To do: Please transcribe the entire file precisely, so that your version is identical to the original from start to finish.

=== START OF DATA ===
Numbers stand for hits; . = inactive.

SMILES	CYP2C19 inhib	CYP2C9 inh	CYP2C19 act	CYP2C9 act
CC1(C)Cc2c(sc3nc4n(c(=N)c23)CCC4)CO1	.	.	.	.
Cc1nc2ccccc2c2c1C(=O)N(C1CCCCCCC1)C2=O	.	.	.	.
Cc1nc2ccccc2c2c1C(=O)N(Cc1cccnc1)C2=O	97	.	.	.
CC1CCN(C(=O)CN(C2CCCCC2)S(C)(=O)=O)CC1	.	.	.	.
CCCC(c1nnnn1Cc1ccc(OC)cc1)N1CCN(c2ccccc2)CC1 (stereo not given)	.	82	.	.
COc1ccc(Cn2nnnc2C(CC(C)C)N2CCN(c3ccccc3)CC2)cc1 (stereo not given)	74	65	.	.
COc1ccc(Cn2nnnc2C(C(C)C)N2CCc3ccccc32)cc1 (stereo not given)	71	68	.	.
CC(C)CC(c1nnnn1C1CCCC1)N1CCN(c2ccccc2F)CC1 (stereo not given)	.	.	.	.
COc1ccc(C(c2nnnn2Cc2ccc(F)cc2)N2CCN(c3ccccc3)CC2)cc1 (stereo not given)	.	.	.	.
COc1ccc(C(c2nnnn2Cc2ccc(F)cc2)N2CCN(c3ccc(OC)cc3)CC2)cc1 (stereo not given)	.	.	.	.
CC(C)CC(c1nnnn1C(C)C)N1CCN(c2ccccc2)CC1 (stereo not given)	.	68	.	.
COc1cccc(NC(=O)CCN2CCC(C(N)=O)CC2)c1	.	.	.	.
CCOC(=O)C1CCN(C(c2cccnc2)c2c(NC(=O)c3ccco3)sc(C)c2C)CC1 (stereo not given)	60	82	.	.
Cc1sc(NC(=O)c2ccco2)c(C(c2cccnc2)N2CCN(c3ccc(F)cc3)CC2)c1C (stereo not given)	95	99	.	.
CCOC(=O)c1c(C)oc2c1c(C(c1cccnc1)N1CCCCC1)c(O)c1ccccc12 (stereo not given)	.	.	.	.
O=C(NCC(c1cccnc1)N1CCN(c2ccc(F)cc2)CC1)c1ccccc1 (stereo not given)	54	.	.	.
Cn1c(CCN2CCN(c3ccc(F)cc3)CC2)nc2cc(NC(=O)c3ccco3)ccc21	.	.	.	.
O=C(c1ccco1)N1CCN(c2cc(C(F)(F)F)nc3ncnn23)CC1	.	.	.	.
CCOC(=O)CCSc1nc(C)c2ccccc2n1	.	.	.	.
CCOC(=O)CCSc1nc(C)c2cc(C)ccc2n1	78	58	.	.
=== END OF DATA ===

Numbers stand for hits; . = inactive.

SMILES	CYP2C19 inhib	CYP2C9 inh	CYP2C19 act	CYP2C9 act
CC1(C)Cc2c(sc3nc4n(c(=N)c23)CCC4)CO1	.	.	.	.
Cc1nc2ccccc2c2c1C(=O)N(C1CCCCCCC1)C2=O	.	.	.	.
Cc1nc2ccccc2c2c1C(=O)N(Cc1cccnc1)C2=O	97	.	.	.
CC1CCN(C(=O)CN(C2CCCCC2)S(C)(=O)=O)CC1	.	.	.	.
CCCC(c1nnnn1Cc1ccc(OC)cc1)N1CCN(c2ccccc2)CC1 (stereo not given)	.	82	.	.
COc1ccc(Cn2nnnc2C(CC(C)C)N2CCN(c3ccccc3)CC2)cc1 (stereo not given)	74	65	.	.
COc1ccc(Cn2nnnc2C(C(C)C)N2CCc3ccccc32)cc1 (stereo not given)	71	68	.	.
CC(C)CC(c1nnnn1C1CCCC1)N1CCN(c2ccccc2F)CC1 (stereo not given)	.	.	.	.
COc1ccc(C(c2nnnn2Cc2ccc(F)cc2)N2CCN(c3ccccc3)CC2)cc1 (stereo not given)	.	.	.	.
COc1ccc(C(c2nnnn2Cc2ccc(F)cc2)N2CCN(c3ccc(OC)cc3)CC2)cc1 (stereo not given)	.	.	.	.
CC(C)CC(c1nnnn1C(C)C)N1CCN(c2ccccc2)CC1 (stereo not given)	.	68	.	.
COc1cccc(NC(=O)CCN2CCC(C(N)=O)CC2)c1	.	.	.	.
CCOC(=O)C1CCN(C(c2cccnc2)c2c(NC(=O)c3ccco3)sc(C)c2C)CC1 (stereo not given)	60	82	.	.
Cc1sc(NC(=O)c2ccco2)c(C(c2cccnc2)N2CCN(c3ccc(F)cc3)CC2)c1C (stereo not given)	95	99	.	.
CCOC(=O)c1c(C)oc2c1c(C(c1cccnc1)N1CCCCC1)c(O)c1ccccc12 (stereo not given)	.	.	.	.
O=C(NCC(c1cccnc1)N1CCN(c2ccc(F)cc2)CC1)c1ccccc1 (stereo not given)	54	.	.	.
Cn1c(CCN2CCN(c3ccc(F)cc3)CC2)nc2cc(NC(=O)c3ccco3)ccc21	.	.	.	.
O=C(c1ccco1)N1CCN(c2cc(C(F)(F)F)nc3ncnn23)CC1	.	.	.	.
CCOC(=O)CCSc1nc(C)c2ccccc2n1	.	.	.	.
CCOC(=O)CCSc1nc(C)c2cc(C)ccc2n1	78	58	.	.